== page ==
World — 14 March 2011

Japan’s nuclear emergency: Two reactors have roofs blown off. Now a third reactor is in deep trouble.

As night descends on the 4th day of Japan’s worst catastrophe since the end of World War II, the expected death toll from Friday’s earthquake and tsunami jumped to 10,000 people, and it will only get higher.

Diagram of a nuclear reactor

Diagram of a nuclear reactor. The cooling system (on right) failed, and a buildup of hydrogen gas exploded and destroyed the containment building. The reactor vessel (left) is still intact. This has happened to two separate reactors at Fukushima.

The most terrifying danger now threatening Japan comes from two nuclear power plants which did an emergency shut-down when the force 8.9 earthquake hit at 2:46 pm on Friday, Japan time.

There have been two explosions at the Fukushima nuclear power station 160 miles north of Tokyo. The blasts were caused by a buildup of hydrogen gas an engineers pumped seawater into the overheated atomic reactors. The explosions blew off the roofs and walls of the No1 and No 2 reactor containment buildings. However the heavily-armored reactor vessels have held, so far. Now its official, reactor No 3 is also overheating and is now in serious trouble as well.

And there is another emergency at another nuclear power plant in Onagawa.

Tens of thousands of people have been evacuated from within a 20 km radius of the Fukushima power plant. At least three people are reported to have suffered radiation poisoning, and medical authorities are testing thousands of others.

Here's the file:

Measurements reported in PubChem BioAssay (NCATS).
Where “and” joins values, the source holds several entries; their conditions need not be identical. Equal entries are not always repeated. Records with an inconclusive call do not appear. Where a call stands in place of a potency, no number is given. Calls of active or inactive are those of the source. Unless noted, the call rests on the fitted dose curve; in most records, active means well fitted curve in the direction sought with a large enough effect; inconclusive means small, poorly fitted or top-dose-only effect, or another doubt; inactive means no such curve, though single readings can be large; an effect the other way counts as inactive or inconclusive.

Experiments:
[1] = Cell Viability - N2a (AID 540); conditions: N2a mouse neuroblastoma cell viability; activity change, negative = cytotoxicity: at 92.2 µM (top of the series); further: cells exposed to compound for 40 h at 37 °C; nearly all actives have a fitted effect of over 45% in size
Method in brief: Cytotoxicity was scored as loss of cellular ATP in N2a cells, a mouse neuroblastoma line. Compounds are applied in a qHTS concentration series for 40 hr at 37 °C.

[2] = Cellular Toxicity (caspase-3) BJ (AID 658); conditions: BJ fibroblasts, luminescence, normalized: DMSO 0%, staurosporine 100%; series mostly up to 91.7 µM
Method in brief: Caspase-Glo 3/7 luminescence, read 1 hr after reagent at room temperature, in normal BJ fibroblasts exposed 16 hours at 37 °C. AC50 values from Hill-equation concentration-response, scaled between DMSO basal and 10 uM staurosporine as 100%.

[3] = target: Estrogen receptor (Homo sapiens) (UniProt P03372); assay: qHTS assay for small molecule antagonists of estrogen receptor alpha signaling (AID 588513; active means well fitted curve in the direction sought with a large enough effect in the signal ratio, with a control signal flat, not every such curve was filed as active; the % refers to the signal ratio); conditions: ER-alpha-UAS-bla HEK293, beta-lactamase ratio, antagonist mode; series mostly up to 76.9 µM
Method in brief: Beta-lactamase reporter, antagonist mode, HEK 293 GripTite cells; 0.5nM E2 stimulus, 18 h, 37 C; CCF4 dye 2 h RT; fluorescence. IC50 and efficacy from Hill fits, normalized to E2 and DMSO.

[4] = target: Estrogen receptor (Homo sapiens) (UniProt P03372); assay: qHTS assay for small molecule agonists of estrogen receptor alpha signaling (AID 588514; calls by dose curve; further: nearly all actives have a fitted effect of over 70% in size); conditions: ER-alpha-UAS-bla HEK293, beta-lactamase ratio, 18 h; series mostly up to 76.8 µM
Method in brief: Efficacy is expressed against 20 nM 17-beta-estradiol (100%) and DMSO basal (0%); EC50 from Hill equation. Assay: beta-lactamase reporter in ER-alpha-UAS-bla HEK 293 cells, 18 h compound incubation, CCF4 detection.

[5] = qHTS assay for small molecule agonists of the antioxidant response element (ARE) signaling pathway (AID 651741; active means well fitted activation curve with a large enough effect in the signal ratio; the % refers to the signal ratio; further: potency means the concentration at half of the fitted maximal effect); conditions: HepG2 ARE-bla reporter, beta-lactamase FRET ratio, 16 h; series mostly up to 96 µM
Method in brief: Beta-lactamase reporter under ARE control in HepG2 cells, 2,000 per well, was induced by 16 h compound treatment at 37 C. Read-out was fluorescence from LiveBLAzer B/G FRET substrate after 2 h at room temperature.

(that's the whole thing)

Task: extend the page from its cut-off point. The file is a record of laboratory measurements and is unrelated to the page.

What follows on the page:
In towns, cities and villages across northeastern Japan, more than 215,000 people are homeless. One-third to half of them now in emergency shelters that have been set up in hospitals, schools and community halls — anywhere where the survivors can shelter from the wind the rain and the snow, for it is winter there and the nights are getting cold again.

In the towns and cities, numbed survivors queue for hours outside shops or supermarkets in hope of any food, but most of the shelves are empty. Food is almost all gone, drinking water is scarce, many homes are without electricity, running water and sanitation. Cars queue for hours for gasoline, and are limited to 10 gallons maximum.

The official body count is just 1600, but some communities have lost half their population. Thousands of bodies lie beneath tons of mud and the debris of buildings, boats and cars that cover the devastated towns along the northwest coast of Japan. Many others were dragged out to sea inside their houses.

A report from the Kyodo news agency said 1000 dead bodies had been found washed up on the shores of Ojika Peninsula in Miyagi, while another 1000 bodies had been counted in the town of Minamisanriku.

Authorities in Minamisanriku have been unable to contact around 10,000 people — more than half of the population living there. And they have all been missing since the tsunami hit, three days ago.

In the greater Tokyo area, office workers are trying to get back to work today, after all, it is Monday in Japan. But many of the trains are not running, including Japan’s famed bullet trains, and many highways and roads are closed. Electric power is in short supply all over Japan, and there are now controlled rolling blackouts. This lack of power is forcing some manufacturers to close their manufacturing plants that make Japan’s cars and electronics.

Several foreign search and rescue teams have arrived and can be expected to join 100,000 Japanese troops in combing the wreckage for any survivors. 15,000 have been rescued so far, but the window of survival gets smaller with every minute.

Editor’s note: This sitrep is now out of date. An up to date news report has been posted for you on NEWS.


About Author

David Harvey, Editor

David Harvey left school at 17 and went straight into newspapers as a cadet reporter. (He also a keen photographer and learned both trades.) He worked as a photojournalist in Hong Kong and as a war correspondent in Vietnam during the war. He moved to Australia in the late 1970s and got involved in I.T. during the mid-80s. This website is his latest venture here, combining news-gathering with the power of the internet. See: news-reporter

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